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“The question posed by the Pharisees and Herodians appears to concern Caesar and taxation, but its purpose is to force the Lord Jesus to choose between loyalty to God and obedience to worldly government. Christ, in turn, exposes the deep error involved in making God an alternative to Caesar. Such gross oversimplification distorts theology into manageable human concepts – an impossible task….The Pharisees and Herodians engage in reductionism, which attempts to minimize a complex reality by obscuring or distorting it. As rational creatures, we are incapable of speaking definitively about God’s essence. The Church Fathers use negative or superlative statements such as “uncontainable,” “incomprehensible,” “all-wise,” “almighty…God is not some thing capable of being compared to other things; He exists beyond all categories of thought.” (Dynamis 1/30/2022, St. Gregory the Theologian, Vladimir Lossky)

“In this passage [Mark 12:13-17]Jesus points to the image (Grk εἰκών, eikōn) of Caesar on the coin. This same Greek word is used in Gen 1:26 (LXX) to state that humanity is made in the “image” of God. Jesus is making a subtle yet powerful contrast: Caesar’s image is on the denarius, so he can lay claim to money through taxation, but God’s image is on humanity, so he can lay claim to each individual life…Jesus’ answer to give to Caesar the things that are Caesar’s, and to God the things that are God’s was a both/and, not the questioners’ either/or. So he slipped out of their trap.” (NET Bible, Mark 12:16-17)

“Most of us recognize the shortcomings of reductionism at a deep level: we know that we are more than what we produce and that efficiency is not the point of education, religion, art, play, or many other aspects of human culture. Most people are dissatisfied with the reductionist viewpoint, yet not enough of us have or can articulate viable alternatives because reductionism has taken over not only how people define success but also what we value in society….Our faith itself should have this quality of fullness about it – something that is greater than our ability to bear. Our compartmentalization of the world and our faith reduce both to bearable levels – but then we fail to live or to believe. Understanding begins with wonder – and wonder requires something beyond our normal limits.” (Makoto Fujimura, Father Stephen Freeman)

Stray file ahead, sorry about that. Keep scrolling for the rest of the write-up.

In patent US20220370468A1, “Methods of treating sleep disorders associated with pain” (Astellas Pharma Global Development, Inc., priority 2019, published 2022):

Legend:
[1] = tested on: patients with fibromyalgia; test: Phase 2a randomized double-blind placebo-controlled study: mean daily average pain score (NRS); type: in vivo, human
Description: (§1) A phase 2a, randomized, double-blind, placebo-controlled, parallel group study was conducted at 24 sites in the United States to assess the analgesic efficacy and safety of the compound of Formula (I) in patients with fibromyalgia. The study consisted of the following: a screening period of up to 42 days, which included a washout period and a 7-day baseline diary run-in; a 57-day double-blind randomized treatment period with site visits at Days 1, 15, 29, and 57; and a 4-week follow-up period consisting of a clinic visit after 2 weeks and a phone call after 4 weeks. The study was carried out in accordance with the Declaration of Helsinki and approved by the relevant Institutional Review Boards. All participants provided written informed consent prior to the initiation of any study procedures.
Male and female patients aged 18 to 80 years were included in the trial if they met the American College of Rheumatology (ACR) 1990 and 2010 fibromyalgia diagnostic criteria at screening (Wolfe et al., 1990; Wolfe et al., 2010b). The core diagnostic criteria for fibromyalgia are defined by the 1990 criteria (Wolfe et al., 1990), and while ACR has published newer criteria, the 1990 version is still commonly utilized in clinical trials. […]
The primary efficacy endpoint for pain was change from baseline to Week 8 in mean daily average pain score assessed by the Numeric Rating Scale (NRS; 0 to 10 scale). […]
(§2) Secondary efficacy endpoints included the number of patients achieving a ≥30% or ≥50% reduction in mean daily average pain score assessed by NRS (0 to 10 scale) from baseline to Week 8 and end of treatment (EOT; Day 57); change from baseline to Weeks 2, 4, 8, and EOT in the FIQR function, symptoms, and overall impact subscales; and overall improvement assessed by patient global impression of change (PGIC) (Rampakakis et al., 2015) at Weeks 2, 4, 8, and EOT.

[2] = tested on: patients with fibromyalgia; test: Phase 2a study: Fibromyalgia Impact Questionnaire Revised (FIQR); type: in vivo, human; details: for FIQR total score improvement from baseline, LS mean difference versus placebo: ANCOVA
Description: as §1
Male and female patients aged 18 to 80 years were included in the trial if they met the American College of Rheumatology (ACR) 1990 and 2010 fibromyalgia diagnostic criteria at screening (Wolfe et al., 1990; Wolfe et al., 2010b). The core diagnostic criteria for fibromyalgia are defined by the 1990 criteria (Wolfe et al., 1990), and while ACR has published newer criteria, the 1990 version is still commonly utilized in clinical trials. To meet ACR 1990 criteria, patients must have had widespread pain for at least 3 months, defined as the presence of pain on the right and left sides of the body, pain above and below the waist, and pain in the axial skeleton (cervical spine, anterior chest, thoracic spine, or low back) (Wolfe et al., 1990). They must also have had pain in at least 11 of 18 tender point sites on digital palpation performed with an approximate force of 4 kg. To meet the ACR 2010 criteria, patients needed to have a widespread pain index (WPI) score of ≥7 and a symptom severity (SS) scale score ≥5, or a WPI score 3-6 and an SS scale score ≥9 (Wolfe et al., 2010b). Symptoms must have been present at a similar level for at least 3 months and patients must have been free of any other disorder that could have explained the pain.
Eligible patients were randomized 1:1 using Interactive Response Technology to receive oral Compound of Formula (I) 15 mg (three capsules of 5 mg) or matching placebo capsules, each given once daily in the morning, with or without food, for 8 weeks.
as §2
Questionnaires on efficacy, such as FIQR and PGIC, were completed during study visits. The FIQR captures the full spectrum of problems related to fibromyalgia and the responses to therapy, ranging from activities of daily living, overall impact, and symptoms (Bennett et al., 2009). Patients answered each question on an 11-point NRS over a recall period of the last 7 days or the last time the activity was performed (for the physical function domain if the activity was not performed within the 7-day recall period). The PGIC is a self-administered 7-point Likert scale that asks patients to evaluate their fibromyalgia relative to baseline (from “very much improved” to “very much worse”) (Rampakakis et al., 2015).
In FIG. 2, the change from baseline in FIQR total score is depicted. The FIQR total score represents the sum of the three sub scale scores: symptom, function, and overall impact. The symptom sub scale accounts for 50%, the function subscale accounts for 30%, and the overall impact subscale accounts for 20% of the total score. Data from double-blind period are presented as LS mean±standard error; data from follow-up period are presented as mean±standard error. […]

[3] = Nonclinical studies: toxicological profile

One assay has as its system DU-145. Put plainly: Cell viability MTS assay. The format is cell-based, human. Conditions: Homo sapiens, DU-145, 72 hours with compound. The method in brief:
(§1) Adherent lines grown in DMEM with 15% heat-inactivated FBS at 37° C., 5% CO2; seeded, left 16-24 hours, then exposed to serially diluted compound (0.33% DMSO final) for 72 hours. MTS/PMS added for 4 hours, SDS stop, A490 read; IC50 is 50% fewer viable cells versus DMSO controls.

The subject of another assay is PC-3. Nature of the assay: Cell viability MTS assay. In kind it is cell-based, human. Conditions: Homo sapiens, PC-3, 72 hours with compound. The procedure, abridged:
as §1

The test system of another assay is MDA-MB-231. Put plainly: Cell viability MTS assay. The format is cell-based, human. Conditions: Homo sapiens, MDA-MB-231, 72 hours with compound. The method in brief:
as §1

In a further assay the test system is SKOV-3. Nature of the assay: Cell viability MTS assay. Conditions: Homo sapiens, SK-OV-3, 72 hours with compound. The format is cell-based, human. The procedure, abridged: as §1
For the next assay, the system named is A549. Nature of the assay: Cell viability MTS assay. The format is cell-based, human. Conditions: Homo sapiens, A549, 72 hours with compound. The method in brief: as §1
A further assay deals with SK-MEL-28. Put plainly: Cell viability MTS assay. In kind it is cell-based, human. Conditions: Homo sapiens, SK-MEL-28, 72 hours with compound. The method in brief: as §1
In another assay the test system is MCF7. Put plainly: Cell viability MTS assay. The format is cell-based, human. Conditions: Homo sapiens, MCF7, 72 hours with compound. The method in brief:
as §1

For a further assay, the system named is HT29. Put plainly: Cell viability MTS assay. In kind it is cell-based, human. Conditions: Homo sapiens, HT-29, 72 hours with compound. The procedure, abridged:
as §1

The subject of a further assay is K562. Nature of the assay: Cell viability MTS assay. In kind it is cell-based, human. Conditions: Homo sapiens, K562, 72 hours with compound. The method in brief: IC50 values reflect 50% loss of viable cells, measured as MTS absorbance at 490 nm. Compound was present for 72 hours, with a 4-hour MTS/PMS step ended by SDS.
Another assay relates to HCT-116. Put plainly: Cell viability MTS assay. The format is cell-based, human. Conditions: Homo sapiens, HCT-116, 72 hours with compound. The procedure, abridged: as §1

“Our genes, our neurons, our basic instincts, and so on, affect how we function qualitatively as human beings, but they do not yield absolute, ontological conclusions about what we are as human beings. It is the absolute forms of reductionism that are pernicious, incompatible with religious views, and that are to be resisted.” (Rev. Dr. Emmanuel Clapsis)

“There have been any number of philosophers, from Descartes to Kant who essentially reduced our reality to something within our heads. The “good” ceased to be anything “out there” and simply became “what is pleasing to me.” Many, drawn by the allure of various science fiction schemes, cannot imagine why hard reality should be preferred to virtual reality. The digital life is becoming normal life. Such an estrangement frequently makes people forget where and how they live. We forget that farms grow our food and that the earth produces our minerals. We forget that people get their hands dirty and toil over these necessities. Life in the city (which is often life in the mind) seems superior, more sophisticated, and to be preferred. In that world, God lives as an idea among ideas, and is perhaps not welcome.” (Father Stephen Freeman)